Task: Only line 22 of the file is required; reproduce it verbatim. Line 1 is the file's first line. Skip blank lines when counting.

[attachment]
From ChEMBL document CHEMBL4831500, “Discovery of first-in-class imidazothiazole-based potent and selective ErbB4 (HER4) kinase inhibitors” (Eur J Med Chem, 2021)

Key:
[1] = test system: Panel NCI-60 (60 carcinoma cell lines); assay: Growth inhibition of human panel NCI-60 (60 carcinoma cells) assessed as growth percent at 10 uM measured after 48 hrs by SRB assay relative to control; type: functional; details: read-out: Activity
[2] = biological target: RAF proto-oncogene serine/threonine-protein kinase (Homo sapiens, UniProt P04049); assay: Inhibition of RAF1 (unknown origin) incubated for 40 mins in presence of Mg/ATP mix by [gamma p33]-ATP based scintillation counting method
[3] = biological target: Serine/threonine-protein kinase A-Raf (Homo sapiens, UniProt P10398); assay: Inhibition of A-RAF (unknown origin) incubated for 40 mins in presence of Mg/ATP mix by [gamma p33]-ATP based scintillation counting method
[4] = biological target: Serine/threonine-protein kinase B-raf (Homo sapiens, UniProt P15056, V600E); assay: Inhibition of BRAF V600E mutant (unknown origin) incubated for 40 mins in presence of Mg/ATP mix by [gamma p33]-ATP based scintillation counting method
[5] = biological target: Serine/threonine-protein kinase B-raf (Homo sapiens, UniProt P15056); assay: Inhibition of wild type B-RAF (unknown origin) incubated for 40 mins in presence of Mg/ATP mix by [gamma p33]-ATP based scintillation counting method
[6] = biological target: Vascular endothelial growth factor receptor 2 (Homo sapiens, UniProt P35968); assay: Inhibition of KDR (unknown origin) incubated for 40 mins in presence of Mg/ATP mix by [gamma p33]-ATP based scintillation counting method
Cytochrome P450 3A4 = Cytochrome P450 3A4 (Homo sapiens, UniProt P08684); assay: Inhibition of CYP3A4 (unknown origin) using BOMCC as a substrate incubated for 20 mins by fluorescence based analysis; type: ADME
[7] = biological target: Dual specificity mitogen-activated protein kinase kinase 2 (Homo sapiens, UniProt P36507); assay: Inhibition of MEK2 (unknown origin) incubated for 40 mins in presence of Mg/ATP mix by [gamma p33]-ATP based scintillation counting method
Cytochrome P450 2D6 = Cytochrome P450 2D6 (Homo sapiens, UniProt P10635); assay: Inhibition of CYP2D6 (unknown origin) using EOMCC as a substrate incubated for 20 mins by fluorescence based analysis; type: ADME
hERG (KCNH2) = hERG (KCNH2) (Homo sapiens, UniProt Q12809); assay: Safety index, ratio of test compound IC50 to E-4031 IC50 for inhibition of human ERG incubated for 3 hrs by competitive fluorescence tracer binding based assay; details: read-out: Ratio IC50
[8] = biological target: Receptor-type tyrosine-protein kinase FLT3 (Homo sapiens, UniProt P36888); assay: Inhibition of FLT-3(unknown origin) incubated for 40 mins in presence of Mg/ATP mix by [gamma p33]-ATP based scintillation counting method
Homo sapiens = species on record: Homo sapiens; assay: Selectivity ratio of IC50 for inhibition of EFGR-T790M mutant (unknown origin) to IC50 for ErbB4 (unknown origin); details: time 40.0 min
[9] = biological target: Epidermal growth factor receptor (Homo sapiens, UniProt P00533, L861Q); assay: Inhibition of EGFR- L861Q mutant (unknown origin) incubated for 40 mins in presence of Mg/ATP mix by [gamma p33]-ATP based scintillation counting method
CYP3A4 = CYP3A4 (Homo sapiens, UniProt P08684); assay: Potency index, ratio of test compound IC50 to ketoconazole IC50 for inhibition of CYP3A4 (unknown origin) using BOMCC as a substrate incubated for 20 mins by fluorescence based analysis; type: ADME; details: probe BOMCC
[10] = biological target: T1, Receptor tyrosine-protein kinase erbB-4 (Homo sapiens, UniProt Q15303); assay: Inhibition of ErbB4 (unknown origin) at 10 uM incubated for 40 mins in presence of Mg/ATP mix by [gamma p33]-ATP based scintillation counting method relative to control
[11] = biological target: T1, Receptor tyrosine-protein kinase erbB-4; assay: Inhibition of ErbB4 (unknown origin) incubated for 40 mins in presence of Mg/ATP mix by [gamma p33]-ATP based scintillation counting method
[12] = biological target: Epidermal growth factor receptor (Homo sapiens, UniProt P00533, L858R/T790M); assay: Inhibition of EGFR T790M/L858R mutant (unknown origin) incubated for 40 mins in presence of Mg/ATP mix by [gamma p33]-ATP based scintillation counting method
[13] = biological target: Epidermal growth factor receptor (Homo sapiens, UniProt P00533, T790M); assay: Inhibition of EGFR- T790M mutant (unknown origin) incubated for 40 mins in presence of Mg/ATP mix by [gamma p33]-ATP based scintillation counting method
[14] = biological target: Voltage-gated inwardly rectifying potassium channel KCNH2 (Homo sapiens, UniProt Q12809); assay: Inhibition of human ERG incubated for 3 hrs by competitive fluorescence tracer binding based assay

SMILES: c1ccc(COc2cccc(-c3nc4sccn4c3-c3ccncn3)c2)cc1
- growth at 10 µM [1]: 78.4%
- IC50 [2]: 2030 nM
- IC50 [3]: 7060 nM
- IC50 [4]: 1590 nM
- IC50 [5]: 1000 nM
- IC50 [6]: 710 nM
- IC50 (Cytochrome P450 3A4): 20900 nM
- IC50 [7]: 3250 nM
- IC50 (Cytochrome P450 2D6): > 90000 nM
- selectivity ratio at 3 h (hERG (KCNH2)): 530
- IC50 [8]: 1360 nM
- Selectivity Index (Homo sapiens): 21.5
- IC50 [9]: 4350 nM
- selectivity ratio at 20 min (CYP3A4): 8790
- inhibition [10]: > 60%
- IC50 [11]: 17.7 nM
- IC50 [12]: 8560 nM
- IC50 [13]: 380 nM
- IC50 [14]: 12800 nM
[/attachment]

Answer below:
SMILES: c1ccc(COc2cccc(-c3nc4sccn4c3-c3ccncn3)c2)cc1